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Time to dip a toe in the metaverse?

This year will be for the frontrunners, but all brands are likely to need a metaverse strategy within a few years, says Michelle Evans, Euromonitor International’s Global Lead for Retail and Digital Consumer Insights.
Mon 31/10/2022 by Julie Butler
One of 2022’s buzzwords, the metaverse is expected to disrupt food retail and needs to offer consumers both products and experiences they enjoy.
Like an Asian online supermarket, Ochama is JD’s first physical retail store in Europe. It's based on an omni-channel robotic retail model. (Price as shown on August 18.)

Although only in its early stages, the metaverse is widely expected to disrupt digital retail as a whole new interface to conduct commerce. Evans says embracing the metaverse will be necessary in order to reach up-and-coming shoppers such as Generation Z, who are shunning traditional mediums in favour of gaming and video-first social media. Innovative companies should continue to integrate virtual, augmented and mixed reality technologies into their commerce strategies, focusing first on brand engagement and then investing in more complex use cases such as replicating a physical experience online or creating a virtual showroom. But in doing so, retailers and brands need to engage consumers across these platforms in a meaningful and authentic way, she stresses. Ideally, the metaverse will add dimension to the online experience, including more accurately recreating the interactions and emotions associated with an in-person experience.

Shoppers seeking sustainability, authenticity & better in-store experiences

Today’s post-pandemic shoppers are also demanding more from their physical shopping experiences. Euromonitor says brands and retailers are thus leveraging a range of technologies and services to remove friction from the buying experience, encourage trials and discovery, connect physical and digital offerings, and, overall, put the customer – not the product – at the centre of the shopping experience. As a result, optimising in-store experiences will be the guiding theme for new store formats. Euromonitor also says that at the Shoptalk retail innovation show in March, it was clear there is increasing demand for purpose-driven companies that stand for sustainability, diversity and inclusion, authenticity, and looking to be better overall. Consumers increasingly feel they can influence change through their choices and actions, it says, with 58% of respondents in Euromonitor International’s Lifestyles Survey 2022 identifying with this sentiment, compared to just 45% in 2015.

“Shoppers are genuinely tightening their belts by buying fewer items in addition to switching stores and buying more private label products.” – IGD CEO Susan Barratt

Germany poised for e-grocery surge

Though data shows sustainable purchasing is significantly more important in Italy and France, consumers in Europe’s biggest grocery market, Germany, are still buying sustainably – despite inflation and a looming energy crisis dominating the headlines – and organic products continue to be in vogue. Climate change remains stable in second place on the list of Germans’ biggest concerns this year, after inflation. Germans on lower incomes are cutting back and many consumers are looking for ways to shop sustainably while saving money, says Petra Süptitz, sustainability and consumer insights expert at data analyst GfK. However, about 50% of Germans are considered crisis-resistant. These are people with higher incomes who are not worried about their jobs and currently less worried about high inflation. Germany so far also lags behind France, as well as the UK, in terms of e-grocery growth, but that’s set to change between now and 2030, say Accenture & GfK in Grocery Insights 2022. The report says that from under 5% this year, the grocery e-com and omnichannel share of German food retail is conservatively expected to reach about 8% by 2030, but could be up to 17% should a new competitor enter the German market with an omnichannel-focused brick-and-mortar network and a comprehensive e-grocery offering. Possible candidates include Amazon and JD.com. The latter launched four Ochama robotic shops in the Netherlands between January and April this year and in August announced customers in Germany, Belgium and France can also use the app for home delivery from its Dutch fulfilment centres, though not fresh or frozen items for now.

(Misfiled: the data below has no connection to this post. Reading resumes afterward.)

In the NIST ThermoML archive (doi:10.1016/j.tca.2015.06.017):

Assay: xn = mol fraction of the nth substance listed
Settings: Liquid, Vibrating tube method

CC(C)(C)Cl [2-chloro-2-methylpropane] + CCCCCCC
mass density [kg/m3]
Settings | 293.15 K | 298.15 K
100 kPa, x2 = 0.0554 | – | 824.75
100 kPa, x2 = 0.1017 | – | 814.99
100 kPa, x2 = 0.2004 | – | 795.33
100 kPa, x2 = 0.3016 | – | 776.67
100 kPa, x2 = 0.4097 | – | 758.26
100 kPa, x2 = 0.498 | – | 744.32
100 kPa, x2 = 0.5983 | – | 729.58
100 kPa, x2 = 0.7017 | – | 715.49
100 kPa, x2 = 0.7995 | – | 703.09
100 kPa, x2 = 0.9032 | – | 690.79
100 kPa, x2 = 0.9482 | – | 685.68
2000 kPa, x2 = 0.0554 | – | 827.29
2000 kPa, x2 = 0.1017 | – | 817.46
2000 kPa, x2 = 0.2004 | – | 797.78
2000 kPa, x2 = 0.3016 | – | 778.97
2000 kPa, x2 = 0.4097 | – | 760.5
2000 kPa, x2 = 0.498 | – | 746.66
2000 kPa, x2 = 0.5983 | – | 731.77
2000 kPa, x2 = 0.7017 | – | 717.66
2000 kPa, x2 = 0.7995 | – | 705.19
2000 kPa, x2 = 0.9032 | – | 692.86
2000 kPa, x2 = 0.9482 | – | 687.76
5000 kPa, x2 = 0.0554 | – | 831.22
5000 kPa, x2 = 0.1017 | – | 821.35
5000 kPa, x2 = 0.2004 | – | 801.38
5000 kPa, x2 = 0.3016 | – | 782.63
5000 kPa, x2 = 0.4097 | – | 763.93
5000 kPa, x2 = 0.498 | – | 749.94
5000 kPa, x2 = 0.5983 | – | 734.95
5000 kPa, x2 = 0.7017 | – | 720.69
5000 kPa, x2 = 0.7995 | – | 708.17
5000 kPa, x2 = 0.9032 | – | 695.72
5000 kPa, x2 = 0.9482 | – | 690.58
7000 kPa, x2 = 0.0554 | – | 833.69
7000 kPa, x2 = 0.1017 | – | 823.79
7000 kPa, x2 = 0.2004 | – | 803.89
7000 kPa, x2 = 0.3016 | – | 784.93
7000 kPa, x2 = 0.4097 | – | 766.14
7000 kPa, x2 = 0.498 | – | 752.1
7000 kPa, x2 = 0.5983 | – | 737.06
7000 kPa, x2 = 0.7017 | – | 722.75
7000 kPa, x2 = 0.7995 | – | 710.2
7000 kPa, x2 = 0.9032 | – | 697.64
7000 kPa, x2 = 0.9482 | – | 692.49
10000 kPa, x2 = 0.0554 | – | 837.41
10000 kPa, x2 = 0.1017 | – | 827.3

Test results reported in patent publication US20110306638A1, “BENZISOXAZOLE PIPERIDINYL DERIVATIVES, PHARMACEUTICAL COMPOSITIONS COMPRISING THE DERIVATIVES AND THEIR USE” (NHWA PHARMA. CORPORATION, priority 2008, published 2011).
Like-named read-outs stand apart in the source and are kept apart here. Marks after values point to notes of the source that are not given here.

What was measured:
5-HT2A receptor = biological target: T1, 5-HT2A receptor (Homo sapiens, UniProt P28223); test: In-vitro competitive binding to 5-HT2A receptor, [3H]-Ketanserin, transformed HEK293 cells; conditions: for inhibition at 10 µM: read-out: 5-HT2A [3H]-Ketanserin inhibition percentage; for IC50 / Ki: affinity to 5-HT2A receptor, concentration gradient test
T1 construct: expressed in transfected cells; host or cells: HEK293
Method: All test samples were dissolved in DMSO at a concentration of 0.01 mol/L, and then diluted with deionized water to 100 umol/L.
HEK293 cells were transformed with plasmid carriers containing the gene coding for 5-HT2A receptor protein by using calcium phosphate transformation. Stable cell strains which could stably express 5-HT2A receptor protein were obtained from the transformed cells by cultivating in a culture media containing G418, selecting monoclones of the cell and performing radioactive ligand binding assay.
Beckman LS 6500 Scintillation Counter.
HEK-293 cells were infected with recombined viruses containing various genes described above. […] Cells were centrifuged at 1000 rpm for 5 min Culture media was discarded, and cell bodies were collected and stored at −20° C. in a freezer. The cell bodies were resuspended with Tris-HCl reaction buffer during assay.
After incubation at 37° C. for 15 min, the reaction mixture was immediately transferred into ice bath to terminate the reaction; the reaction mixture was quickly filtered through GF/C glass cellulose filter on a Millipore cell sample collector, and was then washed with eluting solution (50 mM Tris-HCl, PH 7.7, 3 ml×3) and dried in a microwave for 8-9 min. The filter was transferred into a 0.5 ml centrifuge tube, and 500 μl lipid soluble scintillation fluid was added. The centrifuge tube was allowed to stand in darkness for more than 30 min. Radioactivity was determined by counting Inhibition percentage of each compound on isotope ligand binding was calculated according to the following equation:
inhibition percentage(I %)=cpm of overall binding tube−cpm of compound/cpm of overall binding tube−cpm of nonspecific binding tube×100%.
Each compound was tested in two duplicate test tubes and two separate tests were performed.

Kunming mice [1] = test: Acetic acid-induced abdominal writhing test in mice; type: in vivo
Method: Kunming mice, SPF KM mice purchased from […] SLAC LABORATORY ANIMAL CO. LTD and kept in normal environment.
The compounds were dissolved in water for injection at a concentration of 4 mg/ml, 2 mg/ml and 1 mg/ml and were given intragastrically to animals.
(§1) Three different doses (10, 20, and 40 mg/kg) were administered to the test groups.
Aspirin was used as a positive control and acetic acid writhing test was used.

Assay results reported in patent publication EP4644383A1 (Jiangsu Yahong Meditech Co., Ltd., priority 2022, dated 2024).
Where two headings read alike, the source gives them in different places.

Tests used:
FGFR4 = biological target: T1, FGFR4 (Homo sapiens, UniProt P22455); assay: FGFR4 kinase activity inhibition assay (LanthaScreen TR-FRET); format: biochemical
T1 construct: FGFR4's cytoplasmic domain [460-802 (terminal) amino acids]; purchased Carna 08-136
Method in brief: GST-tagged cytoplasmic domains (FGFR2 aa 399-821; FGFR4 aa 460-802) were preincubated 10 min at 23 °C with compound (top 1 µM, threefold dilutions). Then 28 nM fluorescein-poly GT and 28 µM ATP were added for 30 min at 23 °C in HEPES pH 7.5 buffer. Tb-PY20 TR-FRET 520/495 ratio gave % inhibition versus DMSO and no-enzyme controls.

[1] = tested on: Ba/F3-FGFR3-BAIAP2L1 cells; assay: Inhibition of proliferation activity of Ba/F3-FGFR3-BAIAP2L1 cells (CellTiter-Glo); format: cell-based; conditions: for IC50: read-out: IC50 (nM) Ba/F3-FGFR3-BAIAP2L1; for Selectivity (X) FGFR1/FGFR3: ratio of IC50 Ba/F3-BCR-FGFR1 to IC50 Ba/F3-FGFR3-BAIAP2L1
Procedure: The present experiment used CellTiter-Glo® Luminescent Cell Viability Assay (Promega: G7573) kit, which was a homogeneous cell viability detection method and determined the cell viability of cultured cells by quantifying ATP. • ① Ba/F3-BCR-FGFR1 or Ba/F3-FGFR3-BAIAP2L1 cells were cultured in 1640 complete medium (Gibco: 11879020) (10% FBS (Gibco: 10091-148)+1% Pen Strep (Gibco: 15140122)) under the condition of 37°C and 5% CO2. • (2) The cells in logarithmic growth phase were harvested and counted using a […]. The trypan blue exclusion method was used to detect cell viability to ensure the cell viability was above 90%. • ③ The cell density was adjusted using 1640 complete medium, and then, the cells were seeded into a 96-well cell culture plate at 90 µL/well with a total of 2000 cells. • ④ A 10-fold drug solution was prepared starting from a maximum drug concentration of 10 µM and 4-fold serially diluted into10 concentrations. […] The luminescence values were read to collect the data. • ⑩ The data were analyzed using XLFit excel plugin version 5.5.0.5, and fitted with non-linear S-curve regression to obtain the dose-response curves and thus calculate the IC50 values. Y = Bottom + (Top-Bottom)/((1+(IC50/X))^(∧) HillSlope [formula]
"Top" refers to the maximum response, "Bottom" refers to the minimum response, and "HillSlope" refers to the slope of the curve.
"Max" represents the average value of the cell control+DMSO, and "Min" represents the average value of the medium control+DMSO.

UK households cutting back on food spending

A major shift is continuing in UK shopping habits as rampant grocery inflation forces consumers to make their money stretch further. Low-cost frozen, dried and canned food sales have risen and more Brits are reaching for retailers’ cheaper own-brand lines. The UK Office for National Statistics says over a third of Brits have cut back on food spending and there’s little relief in sight – the Bank of England says inflation could peak at more than 13%. IGD CEO Susan Barratt, commenting on food and drink sales in July, said: “Shoppers are genuinely tightening their belts by buying fewer items in addition to switching stores and buying more private label products.” Significant challenges lie ahead, she said.

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